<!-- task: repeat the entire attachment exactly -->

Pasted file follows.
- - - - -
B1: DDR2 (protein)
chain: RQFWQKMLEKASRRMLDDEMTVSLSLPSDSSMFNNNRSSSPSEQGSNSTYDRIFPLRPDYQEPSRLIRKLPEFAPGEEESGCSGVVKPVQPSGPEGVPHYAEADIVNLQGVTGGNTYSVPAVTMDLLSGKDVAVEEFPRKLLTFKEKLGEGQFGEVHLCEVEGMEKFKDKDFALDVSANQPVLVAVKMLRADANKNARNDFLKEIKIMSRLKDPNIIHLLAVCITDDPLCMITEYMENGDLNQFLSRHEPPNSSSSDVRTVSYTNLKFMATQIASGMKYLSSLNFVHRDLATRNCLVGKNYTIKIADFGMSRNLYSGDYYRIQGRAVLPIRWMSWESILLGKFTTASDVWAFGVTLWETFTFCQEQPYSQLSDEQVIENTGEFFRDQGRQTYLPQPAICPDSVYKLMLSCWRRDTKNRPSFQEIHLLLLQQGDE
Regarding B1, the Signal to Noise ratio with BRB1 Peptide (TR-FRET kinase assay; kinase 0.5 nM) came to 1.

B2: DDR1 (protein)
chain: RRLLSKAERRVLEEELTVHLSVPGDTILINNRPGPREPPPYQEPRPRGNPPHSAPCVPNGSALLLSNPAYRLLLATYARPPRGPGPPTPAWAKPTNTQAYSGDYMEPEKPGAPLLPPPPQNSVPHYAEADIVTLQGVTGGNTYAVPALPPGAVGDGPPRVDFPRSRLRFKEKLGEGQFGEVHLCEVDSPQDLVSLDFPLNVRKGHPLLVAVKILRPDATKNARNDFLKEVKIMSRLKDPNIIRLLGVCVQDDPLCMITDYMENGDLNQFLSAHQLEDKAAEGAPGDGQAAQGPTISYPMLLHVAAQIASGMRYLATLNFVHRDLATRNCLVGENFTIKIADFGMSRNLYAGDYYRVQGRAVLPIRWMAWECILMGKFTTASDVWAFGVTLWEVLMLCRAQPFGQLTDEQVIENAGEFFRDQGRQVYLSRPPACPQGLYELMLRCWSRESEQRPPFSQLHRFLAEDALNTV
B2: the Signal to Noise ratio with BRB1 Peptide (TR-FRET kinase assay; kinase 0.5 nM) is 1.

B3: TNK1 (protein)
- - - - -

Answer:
B1: DDR2 (protein)
chain: RQFWQKMLEKASRRMLDDEMTVSLSLPSDSSMFNNNRSSSPSEQGSNSTYDRIFPLRPDYQEPSRLIRKLPEFAPGEEESGCSGVVKPVQPSGPEGVPHYAEADIVNLQGVTGGNTYSVPAVTMDLLSGKDVAVEEFPRKLLTFKEKLGEGQFGEVHLCEVEGMEKFKDKDFALDVSANQPVLVAVKMLRADANKNARNDFLKEIKIMSRLKDPNIIHLLAVCITDDPLCMITEYMENGDLNQFLSRHEPPNSSSSDVRTVSYTNLKFMATQIASGMKYLSSLNFVHRDLATRNCLVGKNYTIKIADFGMSRNLYSGDYYRIQGRAVLPIRWMSWESILLGKFTTASDVWAFGVTLWETFTFCQEQPYSQLSDEQVIENTGEFFRDQGRQTYLPQPAICPDSVYKLMLSCWRRDTKNRPSFQEIHLLLLQQGDE
Regarding B1, the Signal to Noise ratio with BRB1 Peptide (TR-FRET kinase assay; kinase 0.5 nM) came to 1.

B2: DDR1 (protein)
chain: RRLLSKAERRVLEEELTVHLSVPGDTILINNRPGPREPPPYQEPRPRGNPPHSAPCVPNGSALLLSNPAYRLLLATYARPPRGPGPPTPAWAKPTNTQAYSGDYMEPEKPGAPLLPPPPQNSVPHYAEADIVTLQGVTGGNTYAVPALPPGAVGDGPPRVDFPRSRLRFKEKLGEGQFGEVHLCEVDSPQDLVSLDFPLNVRKGHPLLVAVKILRPDATKNARNDFLKEVKIMSRLKDPNIIRLLGVCVQDDPLCMITDYMENGDLNQFLSAHQLEDKAAEGAPGDGQAAQGPTISYPMLLHVAAQIASGMRYLATLNFVHRDLATRNCLVGENFTIKIADFGMSRNLYAGDYYRVQGRAVLPIRWMAWECILMGKFTTASDVWAFGVTLWEVLMLCRAQPFGQLTDEQVIENAGEFFRDQGRQVYLSRPPACPQGLYELMLRCWSRESEQRPPFSQLHRFLAEDALNTV
B2: the Signal to Noise ratio with BRB1 Peptide (TR-FRET kinase assay; kinase 0.5 nM) is 1.

B3: TNK1 (protein)